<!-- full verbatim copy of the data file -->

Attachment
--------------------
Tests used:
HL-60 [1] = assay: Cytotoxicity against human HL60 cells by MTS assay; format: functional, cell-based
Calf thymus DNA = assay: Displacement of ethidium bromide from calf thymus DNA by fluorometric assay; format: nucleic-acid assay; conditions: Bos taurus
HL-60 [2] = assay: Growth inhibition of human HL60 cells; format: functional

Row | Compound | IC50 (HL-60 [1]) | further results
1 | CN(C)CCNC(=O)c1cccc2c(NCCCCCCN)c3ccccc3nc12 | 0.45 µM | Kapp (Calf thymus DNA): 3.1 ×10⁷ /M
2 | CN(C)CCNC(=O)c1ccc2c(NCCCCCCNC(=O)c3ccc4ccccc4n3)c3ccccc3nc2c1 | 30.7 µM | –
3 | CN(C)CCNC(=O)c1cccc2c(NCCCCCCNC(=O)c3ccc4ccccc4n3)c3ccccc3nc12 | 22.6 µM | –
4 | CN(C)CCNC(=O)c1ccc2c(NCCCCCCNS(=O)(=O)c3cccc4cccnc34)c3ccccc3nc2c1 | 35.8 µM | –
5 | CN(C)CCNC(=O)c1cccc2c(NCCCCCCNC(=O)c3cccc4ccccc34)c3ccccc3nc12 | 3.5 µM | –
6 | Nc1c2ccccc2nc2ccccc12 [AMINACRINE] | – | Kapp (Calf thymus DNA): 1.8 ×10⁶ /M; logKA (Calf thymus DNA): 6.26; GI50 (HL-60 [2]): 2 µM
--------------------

Tests used:
HL-60 [1] = assay: Cytotoxicity against human HL60 cells by MTS assay; format: functional, cell-based
Calf thymus DNA = assay: Displacement of ethidium bromide from calf thymus DNA by fluorometric assay; format: nucleic-acid assay; conditions: Bos taurus
HL-60 [2] = assay: Growth inhibition of human HL60 cells; format: functional

Row | Compound | IC50 (HL-60 [1]) | further results
1 | CN(C)CCNC(=O)c1cccc2c(NCCCCCCN)c3ccccc3nc12 | 0.45 µM | Kapp (Calf thymus DNA): 3.1 ×10⁷ /M
2 | CN(C)CCNC(=O)c1ccc2c(NCCCCCCNC(=O)c3ccc4ccccc4n3)c3ccccc3nc2c1 | 30.7 µM | –
3 | CN(C)CCNC(=O)c1cccc2c(NCCCCCCNC(=O)c3ccc4ccccc4n3)c3ccccc3nc12 | 22.6 µM | –
4 | CN(C)CCNC(=O)c1ccc2c(NCCCCCCNS(=O)(=O)c3cccc4cccnc34)c3ccccc3nc2c1 | 35.8 µM | –
5 | CN(C)CCNC(=O)c1cccc2c(NCCCCCCNC(=O)c3cccc4ccccc34)c3ccccc3nc12 | 3.5 µM | –
6 | Nc1c2ccccc2nc2ccccc12 [AMINACRINE] | – | Kapp (Calf thymus DNA): 1.8 ×10⁶ /M; logKA (Calf thymus DNA): 6.26; GI50 (HL-60 [2]): 2 µM